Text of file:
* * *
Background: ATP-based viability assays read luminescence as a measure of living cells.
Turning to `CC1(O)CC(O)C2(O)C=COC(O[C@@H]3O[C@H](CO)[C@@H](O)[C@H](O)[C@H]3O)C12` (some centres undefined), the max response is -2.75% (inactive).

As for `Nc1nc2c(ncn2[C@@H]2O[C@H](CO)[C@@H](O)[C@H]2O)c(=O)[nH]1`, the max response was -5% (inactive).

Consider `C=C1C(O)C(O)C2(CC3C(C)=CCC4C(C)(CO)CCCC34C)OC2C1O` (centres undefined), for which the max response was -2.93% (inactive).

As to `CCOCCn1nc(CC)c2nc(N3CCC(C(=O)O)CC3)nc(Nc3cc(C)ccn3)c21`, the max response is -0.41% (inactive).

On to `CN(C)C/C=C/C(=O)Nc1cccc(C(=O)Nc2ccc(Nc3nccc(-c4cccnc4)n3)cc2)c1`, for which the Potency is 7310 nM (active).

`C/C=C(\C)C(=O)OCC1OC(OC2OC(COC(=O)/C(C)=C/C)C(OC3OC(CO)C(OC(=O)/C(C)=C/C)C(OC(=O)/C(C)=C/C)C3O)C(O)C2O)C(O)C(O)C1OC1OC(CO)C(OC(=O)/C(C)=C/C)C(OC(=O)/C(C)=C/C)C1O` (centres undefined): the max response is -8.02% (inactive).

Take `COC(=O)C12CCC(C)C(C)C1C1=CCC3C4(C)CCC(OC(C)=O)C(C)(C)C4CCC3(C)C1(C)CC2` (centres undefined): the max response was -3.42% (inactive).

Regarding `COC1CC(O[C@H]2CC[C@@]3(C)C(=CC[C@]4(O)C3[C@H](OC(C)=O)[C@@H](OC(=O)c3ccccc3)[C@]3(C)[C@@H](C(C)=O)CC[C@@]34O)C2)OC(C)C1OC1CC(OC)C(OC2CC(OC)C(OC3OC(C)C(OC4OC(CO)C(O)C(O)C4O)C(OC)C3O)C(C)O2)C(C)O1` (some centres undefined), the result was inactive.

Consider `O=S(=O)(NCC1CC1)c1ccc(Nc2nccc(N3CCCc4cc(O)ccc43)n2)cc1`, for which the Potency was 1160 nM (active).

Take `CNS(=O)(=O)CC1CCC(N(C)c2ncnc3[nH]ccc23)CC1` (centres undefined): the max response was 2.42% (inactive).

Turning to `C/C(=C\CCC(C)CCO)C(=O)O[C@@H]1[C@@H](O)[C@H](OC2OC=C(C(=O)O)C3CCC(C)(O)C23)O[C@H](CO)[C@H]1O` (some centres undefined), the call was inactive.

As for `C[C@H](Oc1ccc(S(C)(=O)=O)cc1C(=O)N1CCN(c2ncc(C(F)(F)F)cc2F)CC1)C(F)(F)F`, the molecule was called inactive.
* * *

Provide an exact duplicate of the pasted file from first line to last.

Background: ATP-based viability assays read luminescence as a measure of living cells.
Turning to `CC1(O)CC(O)C2(O)C=COC(O[C@@H]3O[C@H](CO)[C@@H](O)[C@H](O)[C@H]3O)C12` (some centres undefined), the max response is -2.75% (inactive).

As for `Nc1nc2c(ncn2[C@@H]2O[C@H](CO)[C@@H](O)[C@H]2O)c(=O)[nH]1`, the max response was -5% (inactive).

Consider `C=C1C(O)C(O)C2(CC3C(C)=CCC4C(C)(CO)CCCC34C)OC2C1O` (centres undefined), for which the max response was -2.93% (inactive).

As to `CCOCCn1nc(CC)c2nc(N3CCC(C(=O)O)CC3)nc(Nc3cc(C)ccn3)c21`, the max response is -0.41% (inactive).

On to `CN(C)C/C=C/C(=O)Nc1cccc(C(=O)Nc2ccc(Nc3nccc(-c4cccnc4)n3)cc2)c1`, for which the Potency is 7310 nM (active).

`C/C=C(\C)C(=O)OCC1OC(OC2OC(COC(=O)/C(C)=C/C)C(OC3OC(CO)C(OC(=O)/C(C)=C/C)C(OC(=O)/C(C)=C/C)C3O)C(O)C2O)C(O)C(O)C1OC1OC(CO)C(OC(=O)/C(C)=C/C)C(OC(=O)/C(C)=C/C)C1O` (centres undefined): the max response is -8.02% (inactive).

Take `COC(=O)C12CCC(C)C(C)C1C1=CCC3C4(C)CCC(OC(C)=O)C(C)(C)C4CCC3(C)C1(C)CC2` (centres undefined): the max response was -3.42% (inactive).

Regarding `COC1CC(O[C@H]2CC[C@@]3(C)C(=CC[C@]4(O)C3[C@H](OC(C)=O)[C@@H](OC(=O)c3ccccc3)[C@]3(C)[C@@H](C(C)=O)CC[C@@]34O)C2)OC(C)C1OC1CC(OC)C(OC2CC(OC)C(OC3OC(C)C(OC4OC(CO)C(O)C(O)C4O)C(OC)C3O)C(C)O2)C(C)O1` (some centres undefined), the result was inactive.

Consider `O=S(=O)(NCC1CC1)c1ccc(Nc2nccc(N3CCCc4cc(O)ccc43)n2)cc1`, for which the Potency was 1160 nM (active).

Take `CNS(=O)(=O)CC1CCC(N(C)c2ncnc3[nH]ccc23)CC1` (centres undefined): the max response was 2.42% (inactive).

Turning to `C/C(=C\CCC(C)CCO)C(=O)O[C@@H]1[C@@H](O)[C@H](OC2OC=C(C(=O)O)C3CCC(C)(O)C23)O[C@H](CO)[C@H]1O` (some centres undefined), the call was inactive.

As for `C[C@H](Oc1ccc(S(C)(=O)=O)cc1C(=O)N1CCN(c2ncc(C(F)(F)F)cc2F)CC1)C(F)(F)F`, the molecule was called inactive.